The Southeastern

Osage Nation water dispute: A matter of tribal sovereignty

Osage Nation Chief Geoffrey Standing Bear. Courtesy of the Osage Nation.

Osage Nation Chief Geoffrey Standing Bear. Courtesy of the Osage Nation.

Jerai Billy, Staff Writer

Hang on for a minute...we're trying to find some more stories you might like.


Email This Story






The Oklahoman reported “Geoffrey Standing Bear, Chief of the Osage Nation, has been fighting the same battle in different arenas for three decades, carrying on a traditional tribal sovereignty far older than himself.” Standing Bear said, “We will fight, we will always fight to defend our land.”

Tribal Sovereignty is defined as “the ability to manage their own affairs and exist as nations that are recognized as having control over their own destinies. It means to live unencumbered by the yoke of an outside power determining and predetermining their fate,” by NativePartnership.org.

The battle with the Osage Nation and the Attorney General Office over water rights began, when Maria O’Brien sent Chief Standing Bear a letter from the Attorney General’s Office.

O’Brien wrote that “a recent water well permit granted by the Osage Nations Environmental and Natural Resources Department was unlawful because the tribe does not own the water of the Osage County,” according to a The Oklahoman article.

In 1872 the Osage Nation purchased 1.5 million acres of land from the Cherokee tribe, creating what is considered a reservation. After in 1906, federal legislation granted the tribe control of mineral resources. Now, the Osage Nation argue that their mineral rights extend to the water in Osage County, because water is needed to extract oil, a mineral resource, Justin Wingerter reported in The Oklahoman.

The state disputes that designation, and argues that the tribe only holds limited mineral interest that do not grant the authority over water, Whitenger reported.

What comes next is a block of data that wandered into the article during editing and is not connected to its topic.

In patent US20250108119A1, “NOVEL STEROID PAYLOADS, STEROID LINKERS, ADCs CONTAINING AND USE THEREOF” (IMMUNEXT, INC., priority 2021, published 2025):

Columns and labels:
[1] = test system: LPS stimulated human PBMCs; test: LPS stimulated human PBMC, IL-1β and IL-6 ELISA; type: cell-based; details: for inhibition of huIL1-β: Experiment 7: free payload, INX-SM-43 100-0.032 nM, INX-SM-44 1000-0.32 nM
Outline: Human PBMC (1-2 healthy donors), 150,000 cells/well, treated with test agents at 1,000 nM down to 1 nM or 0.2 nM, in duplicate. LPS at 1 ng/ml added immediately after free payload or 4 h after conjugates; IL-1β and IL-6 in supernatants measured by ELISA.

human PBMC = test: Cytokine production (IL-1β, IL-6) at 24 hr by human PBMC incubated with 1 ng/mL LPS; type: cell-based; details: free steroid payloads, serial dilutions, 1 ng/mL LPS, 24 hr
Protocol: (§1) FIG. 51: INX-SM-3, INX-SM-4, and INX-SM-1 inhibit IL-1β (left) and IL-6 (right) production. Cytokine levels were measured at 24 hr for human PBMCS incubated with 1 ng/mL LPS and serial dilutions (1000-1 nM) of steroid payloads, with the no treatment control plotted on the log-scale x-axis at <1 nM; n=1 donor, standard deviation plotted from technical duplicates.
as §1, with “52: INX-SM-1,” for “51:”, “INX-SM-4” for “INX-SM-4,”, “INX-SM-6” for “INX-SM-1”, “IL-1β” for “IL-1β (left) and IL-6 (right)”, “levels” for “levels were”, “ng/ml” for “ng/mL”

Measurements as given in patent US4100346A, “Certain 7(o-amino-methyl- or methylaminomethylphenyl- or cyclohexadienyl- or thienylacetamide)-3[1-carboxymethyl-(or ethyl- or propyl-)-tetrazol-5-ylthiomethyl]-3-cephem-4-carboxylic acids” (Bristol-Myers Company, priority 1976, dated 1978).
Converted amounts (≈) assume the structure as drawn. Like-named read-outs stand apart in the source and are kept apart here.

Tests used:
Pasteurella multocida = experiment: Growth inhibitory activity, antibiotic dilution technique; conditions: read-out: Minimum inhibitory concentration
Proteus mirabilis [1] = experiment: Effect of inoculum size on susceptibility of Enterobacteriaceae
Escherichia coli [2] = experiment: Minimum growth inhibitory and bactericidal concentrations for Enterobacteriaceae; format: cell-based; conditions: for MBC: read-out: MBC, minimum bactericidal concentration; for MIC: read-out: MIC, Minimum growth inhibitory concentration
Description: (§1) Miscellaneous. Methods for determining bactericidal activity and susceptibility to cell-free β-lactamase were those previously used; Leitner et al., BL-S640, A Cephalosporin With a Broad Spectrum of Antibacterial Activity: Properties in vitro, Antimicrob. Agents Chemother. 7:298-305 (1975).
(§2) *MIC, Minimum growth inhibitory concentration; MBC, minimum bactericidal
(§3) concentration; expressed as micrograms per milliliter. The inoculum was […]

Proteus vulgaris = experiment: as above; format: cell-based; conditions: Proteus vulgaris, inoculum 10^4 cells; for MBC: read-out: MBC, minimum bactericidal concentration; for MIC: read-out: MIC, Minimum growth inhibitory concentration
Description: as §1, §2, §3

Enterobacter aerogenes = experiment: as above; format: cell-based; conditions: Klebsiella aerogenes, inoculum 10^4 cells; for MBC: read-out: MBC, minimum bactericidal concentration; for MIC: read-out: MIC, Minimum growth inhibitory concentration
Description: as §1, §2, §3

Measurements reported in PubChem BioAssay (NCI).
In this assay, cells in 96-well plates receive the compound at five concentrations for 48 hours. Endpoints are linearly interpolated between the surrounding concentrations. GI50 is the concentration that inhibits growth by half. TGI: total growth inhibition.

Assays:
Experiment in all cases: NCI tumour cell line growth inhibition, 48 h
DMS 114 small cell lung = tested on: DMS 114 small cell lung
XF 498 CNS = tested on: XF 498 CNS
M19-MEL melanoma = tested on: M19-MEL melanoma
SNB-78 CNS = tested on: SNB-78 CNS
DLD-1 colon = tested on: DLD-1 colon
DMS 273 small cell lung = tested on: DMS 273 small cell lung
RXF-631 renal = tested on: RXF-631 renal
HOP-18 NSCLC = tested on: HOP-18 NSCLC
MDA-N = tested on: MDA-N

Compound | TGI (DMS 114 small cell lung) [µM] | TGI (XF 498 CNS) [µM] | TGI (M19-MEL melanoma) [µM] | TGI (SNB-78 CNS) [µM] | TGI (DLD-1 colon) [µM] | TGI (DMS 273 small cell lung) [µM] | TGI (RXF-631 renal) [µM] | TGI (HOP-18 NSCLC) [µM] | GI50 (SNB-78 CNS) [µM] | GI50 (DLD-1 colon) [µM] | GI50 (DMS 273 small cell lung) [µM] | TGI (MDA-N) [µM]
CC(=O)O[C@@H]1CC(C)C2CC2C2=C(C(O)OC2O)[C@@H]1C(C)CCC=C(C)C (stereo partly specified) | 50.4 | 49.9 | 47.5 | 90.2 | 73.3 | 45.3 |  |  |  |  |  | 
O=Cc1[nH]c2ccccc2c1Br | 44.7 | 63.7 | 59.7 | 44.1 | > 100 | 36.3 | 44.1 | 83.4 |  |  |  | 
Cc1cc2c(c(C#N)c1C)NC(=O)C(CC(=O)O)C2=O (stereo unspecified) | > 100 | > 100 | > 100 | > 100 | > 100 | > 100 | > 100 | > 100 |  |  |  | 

After receiving the letter, Chief Standing Bear was presented with a phone call from Attorney General Mike Hunter, to make plans to meet and discuss the claims of the Osage County water rights.

Mike Hunter and Chief Standing Bear have not met to discuss the disagreements but will meet this month.

According to The Oklahoman Hunter stated, “I look forward to constructive discussions with Chief Standing Bear and I am optimistic that we can resolve our differences in a way that respects the correlative interests of the state of Oklahoma and the Osage Nation.”

According to Pawhuskajournalcapital.com, Chief Standing Bear said, “we are willing to speak with Oklahoma on a government to government basis. Attorney letters like the one we received are unnecessary and unhelpful.”

About the Writer
Jerai Billy, Staff Writer

Favorite food: Chicken Alfredo

Favorite book/magazine: Man's search for meaning

Dream job: Rich people person

Favorite movie: P.H.A.T. Girls

Currently...

Leave a Comment

Tell us what you think. The Southeastern editorial staff reserves the right to remove any comments deemed inappropriate or offensive.

If you want a picture to show with your comment, go get a gravatar.




Navigate Left
  • Osage Nation water dispute: A matter of tribal sovereignty

    Opinion

    Self defense is self care

  • Osage Nation water dispute: A matter of tribal sovereignty

    News

    Southeastern expands reach to establish academic and cultural exchange programs in China

  • Osage Nation water dispute: A matter of tribal sovereignty

    Opinion

    The Last Straw

  • Osage Nation water dispute: A matter of tribal sovereignty

    News

    Free medical services available on campus June 2-3

  • Osage Nation water dispute: A matter of tribal sovereignty

    President's Corner

    President’s Corner: Guns on Campus

  • Osage Nation water dispute: A matter of tribal sovereignty

    Opinion

    Editorial: Make education a priority

  • Osage Nation water dispute: A matter of tribal sovereignty

    Opinion

    Gun control back in the spotlight

  • Osage Nation water dispute: A matter of tribal sovereignty

    Opinion

    President’s Corner

  • Opinion

    Editorial: Learning to argue

  • Osage Nation water dispute: A matter of tribal sovereignty

    A&E

    The many reasons why

Navigate Right
The student news site of Southeastern Oklahoma State University
Osage Nation water dispute: A matter of tribal sovereignty